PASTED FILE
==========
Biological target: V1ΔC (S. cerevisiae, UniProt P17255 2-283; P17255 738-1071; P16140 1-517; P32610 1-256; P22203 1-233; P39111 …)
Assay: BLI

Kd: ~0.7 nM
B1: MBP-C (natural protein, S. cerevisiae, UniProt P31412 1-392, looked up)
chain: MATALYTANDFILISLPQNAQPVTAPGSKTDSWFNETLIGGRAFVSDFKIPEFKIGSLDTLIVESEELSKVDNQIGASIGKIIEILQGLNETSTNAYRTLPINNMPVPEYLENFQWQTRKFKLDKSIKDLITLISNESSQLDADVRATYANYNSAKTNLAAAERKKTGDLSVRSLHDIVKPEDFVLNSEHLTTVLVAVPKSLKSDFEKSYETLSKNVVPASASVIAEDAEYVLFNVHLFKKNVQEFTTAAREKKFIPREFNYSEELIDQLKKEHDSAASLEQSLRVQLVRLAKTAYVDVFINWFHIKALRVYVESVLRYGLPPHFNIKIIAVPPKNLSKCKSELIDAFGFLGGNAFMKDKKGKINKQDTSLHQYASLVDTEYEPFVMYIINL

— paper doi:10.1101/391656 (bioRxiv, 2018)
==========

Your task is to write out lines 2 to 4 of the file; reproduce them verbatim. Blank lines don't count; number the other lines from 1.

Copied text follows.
Assay: BLI

Kd: ~0.7 nM
B1: MBP-C (natural protein, S. cerevisiae, UniProt P31412 1-392, looked up)